Maintain deb and rpm repos on s3
Create RPM and DEB repositories in S3
mkrepo is a repository generator with pluggable backends,
which allows you to maintain an RPM or DEB repository on various
storages, like local filesystem or S3, and periodically regenerate metadata.
Use it in tandem with your favourite CI system to produce a better pipeline.
mkrepo helps you to get rid of ad-hoc cron jobs.
As a bonus,
mkrepo supports on-premises S3 servers like Minio.
Works on Linux and OS X. Should also work on BSD and Windows, but I haven't checked.
Create an s3 bucket named e.g.
builds and put a sample package
s3://builds/rpmrepo/Packages. Then do the following:
After this, you will find all metadata generated in
To run the tests, use the following command::
mkrepo parses your
~/.aws/config and reads secret key and region settings.
So you may skip them in command line invocation in case you have aws config.
mkrepo.py [-h] [--temp-dir TEMP_DIR] [--s3-access-key-id S3_ACCESS_KEY_ID] [--s3-secret-access-key S3_SECRET_ACCESS_KEY] [--s3-endpoint S3_ENDPOINT] [--s3-region S3_REGION] [--s3-public-read] [--sign] [--force] path [path ...]
--temp-dir- /(optional)/directory used to store temporary artifacts (default is .mkrepo)
--s3-access-key-id- /(optional)/ specify S3 access key ID
--s3-secret-access-key- /(optional)/ specify S3 secret key
--s3-endpoint- /(optional)/ specify S3 server URI
--s3-region- /(optional)/ specify S3 region (default is us-east-1)
--s3-public-read- /(optional)/ set read-only permission on files uploaded to S3 for anonymous users
--sign- /(optional) sign package metadata
--force- /(optional) when adding packages to the index, the malformed one will be skipped. By default, a malformed package will cause the utility to stop working. The malformed_list.txt file will also be added to the repository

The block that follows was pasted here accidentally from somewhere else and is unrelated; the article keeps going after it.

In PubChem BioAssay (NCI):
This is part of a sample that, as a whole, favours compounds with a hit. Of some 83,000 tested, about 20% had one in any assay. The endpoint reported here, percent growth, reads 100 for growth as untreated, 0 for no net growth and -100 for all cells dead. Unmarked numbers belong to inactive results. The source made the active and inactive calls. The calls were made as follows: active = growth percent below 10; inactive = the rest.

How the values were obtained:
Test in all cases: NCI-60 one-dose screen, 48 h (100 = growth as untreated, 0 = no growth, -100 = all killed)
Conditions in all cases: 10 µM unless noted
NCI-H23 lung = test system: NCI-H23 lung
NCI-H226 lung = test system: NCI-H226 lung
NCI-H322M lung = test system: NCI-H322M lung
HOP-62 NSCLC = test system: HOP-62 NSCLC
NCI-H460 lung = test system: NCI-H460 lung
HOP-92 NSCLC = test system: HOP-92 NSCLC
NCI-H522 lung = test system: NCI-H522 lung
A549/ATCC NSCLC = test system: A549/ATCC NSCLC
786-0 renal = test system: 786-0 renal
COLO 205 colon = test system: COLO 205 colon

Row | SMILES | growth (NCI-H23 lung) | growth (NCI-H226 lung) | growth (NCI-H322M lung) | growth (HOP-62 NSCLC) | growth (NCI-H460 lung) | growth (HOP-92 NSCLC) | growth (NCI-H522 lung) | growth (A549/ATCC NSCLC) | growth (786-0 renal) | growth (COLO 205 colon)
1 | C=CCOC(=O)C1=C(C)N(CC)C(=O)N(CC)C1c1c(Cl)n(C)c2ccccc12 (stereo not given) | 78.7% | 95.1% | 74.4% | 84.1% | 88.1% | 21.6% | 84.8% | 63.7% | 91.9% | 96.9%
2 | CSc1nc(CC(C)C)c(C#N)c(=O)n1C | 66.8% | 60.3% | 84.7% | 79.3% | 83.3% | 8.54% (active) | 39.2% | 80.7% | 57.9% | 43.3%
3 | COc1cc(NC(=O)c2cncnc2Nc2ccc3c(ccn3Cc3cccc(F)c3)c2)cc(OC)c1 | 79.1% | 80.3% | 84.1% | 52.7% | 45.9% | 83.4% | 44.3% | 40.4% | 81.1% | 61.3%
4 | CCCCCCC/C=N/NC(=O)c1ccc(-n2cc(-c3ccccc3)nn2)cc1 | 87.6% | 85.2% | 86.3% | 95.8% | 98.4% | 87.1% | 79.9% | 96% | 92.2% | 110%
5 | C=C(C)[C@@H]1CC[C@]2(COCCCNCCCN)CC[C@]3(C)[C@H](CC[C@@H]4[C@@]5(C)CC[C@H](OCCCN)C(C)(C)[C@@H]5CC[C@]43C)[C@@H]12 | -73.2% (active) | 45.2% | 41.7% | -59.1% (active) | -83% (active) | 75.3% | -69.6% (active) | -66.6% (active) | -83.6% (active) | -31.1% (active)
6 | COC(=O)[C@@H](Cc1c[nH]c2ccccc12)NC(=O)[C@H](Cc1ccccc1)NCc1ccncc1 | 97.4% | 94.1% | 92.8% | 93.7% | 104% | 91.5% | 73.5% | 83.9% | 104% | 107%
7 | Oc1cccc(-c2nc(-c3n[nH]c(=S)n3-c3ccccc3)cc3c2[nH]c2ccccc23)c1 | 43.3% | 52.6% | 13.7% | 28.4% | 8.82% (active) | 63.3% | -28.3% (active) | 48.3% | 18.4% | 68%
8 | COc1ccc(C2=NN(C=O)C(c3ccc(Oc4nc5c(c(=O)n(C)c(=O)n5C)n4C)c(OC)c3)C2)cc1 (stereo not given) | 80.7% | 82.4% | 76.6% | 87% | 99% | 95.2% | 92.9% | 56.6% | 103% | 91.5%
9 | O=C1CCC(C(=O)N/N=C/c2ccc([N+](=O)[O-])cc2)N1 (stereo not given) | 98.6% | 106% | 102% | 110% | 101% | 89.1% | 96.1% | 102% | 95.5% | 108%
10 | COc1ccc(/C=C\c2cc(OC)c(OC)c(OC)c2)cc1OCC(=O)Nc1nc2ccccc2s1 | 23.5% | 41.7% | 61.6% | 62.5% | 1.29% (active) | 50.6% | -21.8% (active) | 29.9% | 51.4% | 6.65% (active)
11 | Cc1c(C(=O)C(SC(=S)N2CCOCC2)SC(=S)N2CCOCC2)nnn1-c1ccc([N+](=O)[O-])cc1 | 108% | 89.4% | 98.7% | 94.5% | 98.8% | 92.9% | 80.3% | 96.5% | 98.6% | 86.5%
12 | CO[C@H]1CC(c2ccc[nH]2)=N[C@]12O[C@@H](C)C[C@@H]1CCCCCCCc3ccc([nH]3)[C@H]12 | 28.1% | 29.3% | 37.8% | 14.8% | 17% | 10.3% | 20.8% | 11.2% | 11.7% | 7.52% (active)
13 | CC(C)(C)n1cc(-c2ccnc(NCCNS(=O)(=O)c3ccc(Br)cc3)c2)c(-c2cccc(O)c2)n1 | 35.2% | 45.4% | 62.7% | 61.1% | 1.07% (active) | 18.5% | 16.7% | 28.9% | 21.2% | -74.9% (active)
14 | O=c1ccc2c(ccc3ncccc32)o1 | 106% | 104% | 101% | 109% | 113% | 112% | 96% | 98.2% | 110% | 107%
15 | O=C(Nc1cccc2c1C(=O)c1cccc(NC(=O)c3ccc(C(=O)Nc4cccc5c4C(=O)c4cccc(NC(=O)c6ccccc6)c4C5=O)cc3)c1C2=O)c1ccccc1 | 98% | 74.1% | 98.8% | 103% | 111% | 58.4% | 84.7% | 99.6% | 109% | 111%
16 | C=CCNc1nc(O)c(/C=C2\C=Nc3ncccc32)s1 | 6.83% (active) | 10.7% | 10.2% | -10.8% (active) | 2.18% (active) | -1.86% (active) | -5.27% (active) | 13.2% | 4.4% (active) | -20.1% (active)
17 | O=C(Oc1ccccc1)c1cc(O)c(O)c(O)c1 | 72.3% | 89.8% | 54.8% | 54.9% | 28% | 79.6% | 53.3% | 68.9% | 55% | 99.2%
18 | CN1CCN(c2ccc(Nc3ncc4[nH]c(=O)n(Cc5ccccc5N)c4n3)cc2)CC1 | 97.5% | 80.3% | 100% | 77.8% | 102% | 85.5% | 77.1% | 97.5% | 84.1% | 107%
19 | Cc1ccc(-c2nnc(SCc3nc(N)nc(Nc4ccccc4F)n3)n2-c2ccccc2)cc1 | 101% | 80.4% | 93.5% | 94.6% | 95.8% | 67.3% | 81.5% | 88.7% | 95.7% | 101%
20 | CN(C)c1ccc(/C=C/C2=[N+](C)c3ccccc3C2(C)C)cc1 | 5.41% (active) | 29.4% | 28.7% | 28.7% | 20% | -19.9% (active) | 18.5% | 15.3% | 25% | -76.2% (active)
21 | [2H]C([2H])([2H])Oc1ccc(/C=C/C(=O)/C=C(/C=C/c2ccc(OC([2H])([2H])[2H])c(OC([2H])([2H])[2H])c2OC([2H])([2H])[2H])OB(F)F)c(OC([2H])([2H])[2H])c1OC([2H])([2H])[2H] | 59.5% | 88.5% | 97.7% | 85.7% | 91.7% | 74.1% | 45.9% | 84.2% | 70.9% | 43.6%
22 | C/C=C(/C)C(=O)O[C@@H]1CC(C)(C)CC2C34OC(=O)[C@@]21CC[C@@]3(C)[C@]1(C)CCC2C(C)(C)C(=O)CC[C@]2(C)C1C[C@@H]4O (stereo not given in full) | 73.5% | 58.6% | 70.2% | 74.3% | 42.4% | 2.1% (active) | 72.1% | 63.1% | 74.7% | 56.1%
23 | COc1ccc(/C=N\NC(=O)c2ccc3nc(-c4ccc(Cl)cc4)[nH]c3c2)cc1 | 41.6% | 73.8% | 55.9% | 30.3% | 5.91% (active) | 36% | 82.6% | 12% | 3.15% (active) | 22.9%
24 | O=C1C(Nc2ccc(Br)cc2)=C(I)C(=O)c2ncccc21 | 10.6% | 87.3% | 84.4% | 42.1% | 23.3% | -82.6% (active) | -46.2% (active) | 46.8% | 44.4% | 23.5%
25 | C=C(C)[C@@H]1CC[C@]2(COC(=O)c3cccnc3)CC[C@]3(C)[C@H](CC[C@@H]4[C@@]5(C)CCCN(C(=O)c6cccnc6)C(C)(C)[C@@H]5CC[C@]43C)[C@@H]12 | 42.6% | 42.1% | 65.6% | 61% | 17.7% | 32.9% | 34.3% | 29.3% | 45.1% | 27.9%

path- specify list of path to scan for repositories
Environment variables reference
GPG_SIGN_KEY- the name of the key that will be used to sign package metadata.
Tips for working with GPG keys
- Create a new key:
- To view all your keys, you can use:
gpg --list-secret-keys --keyid-format LONG
- Scripts can use something like this to get the Key ID:
export GPG_SIGN_KEY="$(gpg --list-secret-keys --with-colons | grep ^sec: | cut -d: -f5)"
- Export the key in ASCII armored format:
gpg --armor --export-secret-keys MYKEYID > mykeys.asc
- Import the key:
cat mykeys.asc | gpg --batch --import
MKREPO_DEB_ORIGIN- the value of the "Origin" field of the "Release" file.
MKREPO_DEB_LABEL- the value of the "Label" field of the "Release" file.
MKREPO_DEB_DESCRIPTION- the value of the "Description" field of the "Release" file.
How it works
mkrepo searches the supplied path for either
pool subdir. If
Packages, it assumes an rpm repo. If it finds
pool, it assumes a
Then it parses existing metadata files (if any) and compares timestamps recorded there with timestamps of all package files in the repo. Any packages that have different timestamps or that don't exist in metadata, are parsed and added to metadata.
Then new metadata is uploaded to S3, replacing previous one.
Unfortunately, we needed a solution that is completely decoupled from CI pipeline, and the mentioned tools only support package push mode, when you have to use a tool to actually push packages to s3, insted of native s3 clients.
Download the file for your platform. If you're not sure which to choose, learn more about installing packages.